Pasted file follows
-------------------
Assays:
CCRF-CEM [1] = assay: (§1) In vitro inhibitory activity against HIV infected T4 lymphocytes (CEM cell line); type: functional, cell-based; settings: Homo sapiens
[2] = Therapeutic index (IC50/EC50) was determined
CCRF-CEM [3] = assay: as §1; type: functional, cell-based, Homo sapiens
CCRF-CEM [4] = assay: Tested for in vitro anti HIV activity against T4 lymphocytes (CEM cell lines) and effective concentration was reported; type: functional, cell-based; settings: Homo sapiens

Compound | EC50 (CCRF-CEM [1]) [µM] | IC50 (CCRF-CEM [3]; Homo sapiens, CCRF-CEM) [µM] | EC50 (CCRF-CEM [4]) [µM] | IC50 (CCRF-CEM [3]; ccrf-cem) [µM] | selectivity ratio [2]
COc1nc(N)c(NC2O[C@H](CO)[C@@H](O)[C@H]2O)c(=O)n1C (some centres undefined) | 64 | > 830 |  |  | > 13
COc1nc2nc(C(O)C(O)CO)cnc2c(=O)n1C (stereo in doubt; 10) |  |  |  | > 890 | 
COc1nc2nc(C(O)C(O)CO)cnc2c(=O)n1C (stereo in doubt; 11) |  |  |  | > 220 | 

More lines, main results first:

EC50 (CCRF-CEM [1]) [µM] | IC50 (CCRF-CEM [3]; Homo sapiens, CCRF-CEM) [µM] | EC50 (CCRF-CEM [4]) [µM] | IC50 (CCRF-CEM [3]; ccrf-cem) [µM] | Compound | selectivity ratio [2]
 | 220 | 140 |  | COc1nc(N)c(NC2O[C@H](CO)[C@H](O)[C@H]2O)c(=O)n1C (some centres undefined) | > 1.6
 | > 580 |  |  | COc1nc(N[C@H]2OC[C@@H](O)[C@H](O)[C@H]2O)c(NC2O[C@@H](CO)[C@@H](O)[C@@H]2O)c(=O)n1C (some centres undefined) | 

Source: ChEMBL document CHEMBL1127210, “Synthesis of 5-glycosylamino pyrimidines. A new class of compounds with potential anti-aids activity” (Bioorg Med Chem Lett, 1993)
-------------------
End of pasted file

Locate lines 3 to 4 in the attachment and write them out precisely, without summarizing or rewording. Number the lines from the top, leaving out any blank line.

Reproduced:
[2] = Therapeutic index (IC50/EC50) was determined
CCRF-CEM [3] = assay: as §1; type: functional, cell-based, Homo sapiens